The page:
In several Indo-European languages the verb that denotes possession (to have) is also used to construct verb tenses.
I have seen ... I have a dog. (English)
Am văzut ... Am un câine. (Romanian, am = I have. Note: this past tense in Romanian doesn't correspond directly to present perfect in English, but it's still an example of a tense formed with the equivalent to "to have".)
Έχω δει ... Έχω ένα σκύλο. (Greek, έχω = I have)
(And many others, such as Italian, French, Norwegian, etc. All sentences above have the same meaning, except for the noted difference in the precise tense.)
Since all of these languages are related, it is not that surprising that in all of them the verb to have shares these functions. I used to think that this is just an accidental idiosyncrasy of Indo-European languages, and there's no fundamental reason why it should be so.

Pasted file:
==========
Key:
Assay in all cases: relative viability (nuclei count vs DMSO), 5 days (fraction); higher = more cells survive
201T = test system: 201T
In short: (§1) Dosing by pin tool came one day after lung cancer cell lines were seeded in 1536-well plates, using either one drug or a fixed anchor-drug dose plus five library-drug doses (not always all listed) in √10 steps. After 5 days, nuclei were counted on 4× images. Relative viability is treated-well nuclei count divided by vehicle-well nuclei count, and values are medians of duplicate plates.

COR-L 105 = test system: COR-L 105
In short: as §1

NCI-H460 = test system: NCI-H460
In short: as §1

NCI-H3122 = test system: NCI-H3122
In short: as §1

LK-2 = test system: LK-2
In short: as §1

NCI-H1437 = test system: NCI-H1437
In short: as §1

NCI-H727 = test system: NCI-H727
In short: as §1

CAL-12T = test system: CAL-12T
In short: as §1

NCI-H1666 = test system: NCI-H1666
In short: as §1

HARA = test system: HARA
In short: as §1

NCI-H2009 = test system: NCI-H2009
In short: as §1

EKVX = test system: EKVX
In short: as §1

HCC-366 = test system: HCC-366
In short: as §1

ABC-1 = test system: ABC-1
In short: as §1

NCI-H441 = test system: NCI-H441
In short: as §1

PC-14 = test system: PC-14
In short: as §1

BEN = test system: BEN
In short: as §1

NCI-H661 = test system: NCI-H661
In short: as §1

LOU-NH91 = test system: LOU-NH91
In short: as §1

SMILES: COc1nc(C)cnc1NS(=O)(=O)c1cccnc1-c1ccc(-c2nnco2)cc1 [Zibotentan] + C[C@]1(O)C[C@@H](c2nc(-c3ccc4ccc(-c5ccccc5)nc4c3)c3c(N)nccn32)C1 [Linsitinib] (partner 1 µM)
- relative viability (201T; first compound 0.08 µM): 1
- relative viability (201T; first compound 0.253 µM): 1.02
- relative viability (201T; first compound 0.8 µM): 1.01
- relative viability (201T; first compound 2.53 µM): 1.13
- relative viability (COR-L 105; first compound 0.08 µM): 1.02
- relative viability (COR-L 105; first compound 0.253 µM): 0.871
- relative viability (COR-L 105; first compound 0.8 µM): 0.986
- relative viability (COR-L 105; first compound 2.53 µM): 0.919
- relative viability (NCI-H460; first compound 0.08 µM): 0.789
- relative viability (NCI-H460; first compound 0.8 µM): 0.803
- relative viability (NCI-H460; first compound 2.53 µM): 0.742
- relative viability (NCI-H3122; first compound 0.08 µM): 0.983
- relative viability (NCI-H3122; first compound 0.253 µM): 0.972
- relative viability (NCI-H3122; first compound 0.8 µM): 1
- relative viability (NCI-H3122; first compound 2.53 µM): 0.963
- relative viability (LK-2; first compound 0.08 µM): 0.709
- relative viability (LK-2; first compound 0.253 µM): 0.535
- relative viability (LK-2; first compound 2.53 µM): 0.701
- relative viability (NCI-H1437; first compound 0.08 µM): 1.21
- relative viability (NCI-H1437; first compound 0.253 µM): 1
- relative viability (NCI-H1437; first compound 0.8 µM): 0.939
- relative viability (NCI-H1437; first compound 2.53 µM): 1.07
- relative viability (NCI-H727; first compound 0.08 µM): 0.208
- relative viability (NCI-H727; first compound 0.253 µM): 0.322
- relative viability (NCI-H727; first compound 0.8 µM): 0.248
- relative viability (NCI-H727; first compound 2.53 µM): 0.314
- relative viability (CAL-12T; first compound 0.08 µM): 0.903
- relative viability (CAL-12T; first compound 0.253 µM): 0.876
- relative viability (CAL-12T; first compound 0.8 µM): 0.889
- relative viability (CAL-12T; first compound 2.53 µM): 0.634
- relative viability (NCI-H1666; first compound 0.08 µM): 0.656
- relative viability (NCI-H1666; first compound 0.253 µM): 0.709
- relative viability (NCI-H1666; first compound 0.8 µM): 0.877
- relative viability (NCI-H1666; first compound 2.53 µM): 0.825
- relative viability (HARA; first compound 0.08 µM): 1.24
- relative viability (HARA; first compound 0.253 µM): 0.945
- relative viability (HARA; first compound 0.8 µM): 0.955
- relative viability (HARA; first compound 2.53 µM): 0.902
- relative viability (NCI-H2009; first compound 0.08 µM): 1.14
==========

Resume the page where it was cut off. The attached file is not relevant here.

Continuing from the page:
But it turns out that Chinese (an unrelated language) is also like this:
我没(有)看到 ... 我有 一只狗。 (有 yǒu = have, 没有 méi yǒu = haven't)
Wǒ méi (yǒu) kàn dào... Wǒ yǒu yī zhi gǒu. (Meaning: I haven't seen ... I have a dog.)
Hungarian (my mother tongue) doesn't have anything like this (in fact it doesn't even have a verb for possession), so this double function of have is surprising and counterintuitive to me.
Question: Is there any fundamental reason why several unrelated languages would all use to have in these two seemingly separate and unrelated roles?